Record 92% of US Hiring Managers Brace for Challenges in the Year Ahead

Despite hiring optimism, most U.S. businesses expect to face challenges in 2024 such as finding qualified candidates and job market competition.

Despite the continued hiring optimism of U.S. hiring managers, more than 9 in 10 (92%) expect to face challenges over the next year — reaching the highest point since the survey began in 2020.

This is according to a recent survey from The Harris Poll commissioned by Express Employment Professionals.

At the top of the list of expected obstacles in 2024 are finding qualified candidates (53%), increased competition in the job market (29%) and the available talent pool not matching the company’s needs (27%) — on par with the expected challenges cited for 2023.

Nearly a quarter (22%) cite the company’s pay not being competitive as another anticipated bump in the road for the new year.

Compounding the struggle to stay competitive, companies are also faced with increased demands from within.

Sixty percent of hiring managers say more employees at their company have asked for a raise in their salary or wages as a result of an increase in the cost of living. In response, businesses may be proactively working to overcome such challenges by making plans to raise wages. Seventy-five percent report their company will increase wages in 2024 compared to 2023.

Regarding job seekers, just over 2 in 5 (44%) say they have asked for a raise in salary or wages in the last year because of an increase in the cost of living.

Gen Z or Millennial job seekers are far more likely to have asked for a raise compared to their boomer/senior counterparts (44%, 54% vs. 25%). Millennials are also more likely to have asked for a raise in the past year compared to Gen X (54% vs. 34%).

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Skills Mismatch
Forecasting and planning for challenges can be beneficial, however, some problems are more pressing. More than 2 in 5 hiring managers (42%) say their company currently has open positions that they cannot fill.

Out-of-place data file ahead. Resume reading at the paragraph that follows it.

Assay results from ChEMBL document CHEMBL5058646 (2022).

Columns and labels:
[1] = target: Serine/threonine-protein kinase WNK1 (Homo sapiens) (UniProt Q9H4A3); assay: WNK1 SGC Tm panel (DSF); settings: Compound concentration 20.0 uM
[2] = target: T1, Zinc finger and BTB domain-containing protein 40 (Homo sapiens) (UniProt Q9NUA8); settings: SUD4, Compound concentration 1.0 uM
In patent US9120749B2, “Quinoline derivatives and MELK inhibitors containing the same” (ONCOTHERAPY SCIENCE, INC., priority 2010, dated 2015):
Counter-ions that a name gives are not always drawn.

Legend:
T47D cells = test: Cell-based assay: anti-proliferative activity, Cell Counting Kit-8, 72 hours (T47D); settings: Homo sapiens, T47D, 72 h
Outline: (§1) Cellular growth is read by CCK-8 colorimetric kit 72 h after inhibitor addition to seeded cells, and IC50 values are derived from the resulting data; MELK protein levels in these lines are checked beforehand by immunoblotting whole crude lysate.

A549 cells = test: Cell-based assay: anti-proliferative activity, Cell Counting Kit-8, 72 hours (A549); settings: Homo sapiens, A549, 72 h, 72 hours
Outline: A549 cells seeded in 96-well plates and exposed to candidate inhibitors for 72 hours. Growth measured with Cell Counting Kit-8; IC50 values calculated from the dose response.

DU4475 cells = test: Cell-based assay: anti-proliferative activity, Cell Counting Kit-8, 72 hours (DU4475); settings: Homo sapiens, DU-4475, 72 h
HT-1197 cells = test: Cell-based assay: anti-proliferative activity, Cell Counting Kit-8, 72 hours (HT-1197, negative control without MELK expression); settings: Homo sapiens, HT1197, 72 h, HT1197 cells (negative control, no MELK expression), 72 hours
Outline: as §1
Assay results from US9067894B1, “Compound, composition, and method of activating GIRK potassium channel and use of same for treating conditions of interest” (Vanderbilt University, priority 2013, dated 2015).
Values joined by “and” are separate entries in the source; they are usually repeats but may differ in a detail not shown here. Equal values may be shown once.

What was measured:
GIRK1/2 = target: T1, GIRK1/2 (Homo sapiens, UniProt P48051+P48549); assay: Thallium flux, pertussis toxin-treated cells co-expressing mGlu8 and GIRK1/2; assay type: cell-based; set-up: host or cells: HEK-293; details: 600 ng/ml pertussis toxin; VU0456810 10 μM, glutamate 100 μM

Such positions remain unfilled most commonly due to a lack of applicants — on par with 2023 and 2022. Positions also remain unfilled due to a lack of applicants with hard skills (44%), relevant experience (41%), a general lack of applicants overall (39%) and/or those with soft skills (33%).

Job seekers agree one of the biggest challenges they face is finding job opportunities that match their qualifications (56%). While many barriers are skills related, such as lacking hard skills (24%), soft skills (14%) or communication skills (13%), another barrier for 39% of them is companies claiming to be hiring but are only collecting applicants and resumes to review.

This perceived barrier is especially pronounced with men (43% vs. 34% women) and Gen Z (54% vs. 38% Millennials, 36% Gen X, and 37% boomers/seniors).

Job Posting Scams
Companies’ inability to fill open positions may also be impacted by the recent rise in job posting scams. While most hiring managers (64%) are aware of such scams, more than a third (36%) are not.

Regardless of awareness, hiring managers seem concerned about the impact these scams could have on their company and their ability to deter candidates. Around half say they are concerned about their company name being used in conjunction with a job post scam (52%) and about candidates avoiding applying to their open positions because of mistaking it for a scam (48%).

Sixty-four percent of job seekers are aware of job posting scams, and more than half (53%) are concerned about falling for one; especially Millennials (62%). In fact, more than 1 in 5 (21%) say they have already fallen for a job post scam (12%) or are not sure if they have (9%).

“The optimism hiring managers feel heading into 2024 is encouraging, but the expected challenges can be daunting,” said Bill Stoller, Express Employment International CEO. “The key to solve most of these issues is for job seekers to gain skills for in-demand positions. With so many training resources readily available, this is the year for job seekers to invest in their future, which will ultimately create a more well-rounded workforce.”

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